After over 20 years in service, the US Air Force has announced that it will be retiring the iconic MQ-1 Predator unmanned drones which played a crucial role in airstrikes and surveillance during the Iraq and Afghanistan wars.

The MQ-1 is a remotely piloted unmanned aerial vehicle (UAV) built by General Atomics Aeronautical Systems that was launched in 1995 to carry out aerial reconnaissance using onboard cameras and sensors. It was later upgraded to carry two laser-guided AGM-114 Hellfire missiles.

The drone is primarily used by the CIA and the US Air Force on missions and can travel at a speed of 84mph over a distance of 770 miles.

It has been used in multiple conflicts including the Nato intervention in Bosnia, the Iraq War, Yemen, Serbia, the Libyan civil war, the intervention in Syria, the war in Afghanistan, Pakistan and Somalia.

The MQ-1 is now considered to be obsolete because the US Air Force wants greater attack capabilities than the drone can handle, and the MQ-1 was never designed
to carry weapons, so it only has a maximum payload of 200 pounds.

Meet the Reaper

MQ-9 Reaper US Air Force military drone
Meet the MQ-9 Reaper, which can carry 15 times as much weight as the MQ-1 and is designed to provide close air support during combat Getty Images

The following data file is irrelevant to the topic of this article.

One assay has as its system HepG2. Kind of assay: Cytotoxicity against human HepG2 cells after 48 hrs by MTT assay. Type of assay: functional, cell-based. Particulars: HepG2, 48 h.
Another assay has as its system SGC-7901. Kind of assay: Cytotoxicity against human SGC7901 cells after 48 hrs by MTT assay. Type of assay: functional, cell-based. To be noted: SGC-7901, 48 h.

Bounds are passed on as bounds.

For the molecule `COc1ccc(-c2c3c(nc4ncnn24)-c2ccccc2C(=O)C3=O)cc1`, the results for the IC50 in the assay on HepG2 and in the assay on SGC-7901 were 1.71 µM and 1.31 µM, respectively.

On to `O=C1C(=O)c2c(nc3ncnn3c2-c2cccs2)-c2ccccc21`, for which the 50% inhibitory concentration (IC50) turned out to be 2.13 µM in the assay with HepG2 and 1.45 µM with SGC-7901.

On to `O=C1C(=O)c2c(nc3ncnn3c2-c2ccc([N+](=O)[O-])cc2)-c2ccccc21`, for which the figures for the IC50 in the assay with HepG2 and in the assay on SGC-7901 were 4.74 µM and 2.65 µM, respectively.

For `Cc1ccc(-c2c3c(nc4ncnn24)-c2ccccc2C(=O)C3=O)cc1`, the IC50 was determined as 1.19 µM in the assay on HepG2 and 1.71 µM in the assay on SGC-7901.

Instead, the US Air Force is now looking towards the MQ-9 Reaper drone (also known as "Predator B"), which is the first hunter-killer UAV that has also been designed for long endurance, high-altitude surveillance.

It can carry a payload 15 times bigger than the MQ-1 of 4,000 pounds that is suitable for carrying bombs and missiles at the same time, and it also cruises at speeds three times faster. The Reapers were introduced in 2007 and the US Air Force presently has an inventory of 150 Predators and
93 Reapers.

"When you ask about readiness, you have to ask ready for what? If we talk about the things we could be ready for and what we should be asking our attack squadrons to do, then transitioning to an all MQ-9 force is imperative for readiness," said Col Joseph, the US Air Force's 432nd Operations Group commander.

"In the case of the MQ-1, I think we wanted more out of it but we were at a physical stop on the airplane and needed a new one. The reason that the MQ-9 has turned into a close air support (CAS) platform, and this is the key point, is the fusion of two things. The first thing is the technology. We took an airplane and outfitted it with more raw power and capability, but then we did the other half and matted that technology with a professional aircrew."

The US Air Force says that another reason for phasing out the Predators is that until now, it has
had to maintain two different training programmes and aircrews to maintain two different types
of UAVs that work in different ways, since the MQ-1s are still being flown in daily combat
missions overseas.

"Right now the plan is to stop flying the MQ-1 in 2018, and that means we need to get transitioned this year," said Lt Col James, the 20th Attack Squadron commander for the US Air Force. "As part of that we are going to stop flying the MQ-1 completely by 1 July 2017. We will gradually stand up our number of combat lines on the MQ-9 so by the end of the year we are only an MQ-9 squadron."